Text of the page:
CCmarch2015 IT management style, executives

How clearly defined are your responsibilities for digital business? Are you the a) champion; b) influencer; c) facilitator of digital strategy — or d) a bit of all three? If your answer is “d,” you aren’t alone. Digital business is changing market paradigms and enterprise priorities at blink-and-you’ll-miss-it speed.

Thanks to the digital revolution, CIOs have an unprecedented opportunity to transform themselves and their departments, and become a key voice at the executive table and boardroom. At the upcoming Gartner CIO & IT Executive Summit in Toronto, the leadership role the CIO must play in digital business will be explained as contextual and depends on more than self-initiative. Digital business is a fast-moving team sport and, as such, requires role clarity and synchronization to succeed. One of the first acts of leadership a CIO can contribute to the enterprise is to drive digital role clarity and teamwork expectations.

Core leadership responsibilities

CIOs can focus on the following main responsibilities to define their role in digital business strategy:

Promote three IT subcultures: The digital and the physical get blurred with digital innovation, so culture can’t be addressed in a stopgap fashion. Nurture three distinct subcultures in IT: 1) The operator, focused on keeping things running and improving; 2) The innovator, focused on speed and exploration; 3) The guardian, focused on leading and balancing innovation with risk.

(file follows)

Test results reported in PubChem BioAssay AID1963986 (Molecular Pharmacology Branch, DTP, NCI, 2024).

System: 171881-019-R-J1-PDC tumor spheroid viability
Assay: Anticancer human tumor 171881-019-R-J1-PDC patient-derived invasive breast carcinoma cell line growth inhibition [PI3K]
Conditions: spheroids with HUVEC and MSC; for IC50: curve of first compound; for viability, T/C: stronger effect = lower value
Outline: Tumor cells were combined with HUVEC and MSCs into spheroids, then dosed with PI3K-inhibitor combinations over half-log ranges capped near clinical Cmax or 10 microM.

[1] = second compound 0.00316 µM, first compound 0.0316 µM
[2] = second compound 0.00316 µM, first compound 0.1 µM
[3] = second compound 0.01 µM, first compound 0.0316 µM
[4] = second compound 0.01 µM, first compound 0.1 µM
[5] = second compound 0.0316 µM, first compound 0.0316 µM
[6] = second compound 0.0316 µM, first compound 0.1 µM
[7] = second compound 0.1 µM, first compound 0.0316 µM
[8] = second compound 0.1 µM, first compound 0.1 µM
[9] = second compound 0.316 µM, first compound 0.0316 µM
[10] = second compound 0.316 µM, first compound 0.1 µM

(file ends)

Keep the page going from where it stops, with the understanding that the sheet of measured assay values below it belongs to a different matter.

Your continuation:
Develop a bimodal capability: Bimodal is an approach that enables your enterprise the flexibility to innovate while ensuring that day-to-day business requirements and regular performance goals are met. Getting the business engaged in the digital agenda is difficult if you don’t establish this capability.

Renovate the IT core: Many enterprises today have old, monolithic enterprise applications in a closed business architecture. Renovation initiatives include investing in improved data access, big data analytics, integration and cloud infrastructure.

Uncover and develop talent: Digital requires new skill sets, which is why so many CIOs cite talent as one of their biggest innovation obstacles. Beyond training and developing existing employees, digital leaders can overcome the talent gap through external hires, acquisitions and partnerships.

Move from IT governance to enterprise digital governance: Digital business requires the ability to assess and advise value/risk tradeoffs at digital speed. You’ll need to bring executives, suppliers and other external partners more closely into these processes and carefully delineate responsibilities within digital-domain teams.

Champion digital business strategy: A key component of the business strategy is the digital strategy, which is supported by the IT strategy. Identify disruptive trends, threats, talent and partners, and then champion proposals and priorities that will help your enterprise survive and thrive in an increasingly digital world.

Evaluate and build on your foundation

The six capabilities described here show a progression from the CIO as IT leader to the CIO as digital business leader. The ease and speed at which CIOs who aspire to digital leadership can attain it obviously depends on the circumstances of the enterprise where they lead.

Ultimately, CIOs who aim to be recognized as digital business leaders need to have a vision of what needs to be achieved and the ability to enlist business leaders in the discussion.

Mr. John MacDorman is a Research Director in Gartner’s CIO Research group. His areas of coverage include IT strategy, organization design, bimodal IT and governance.

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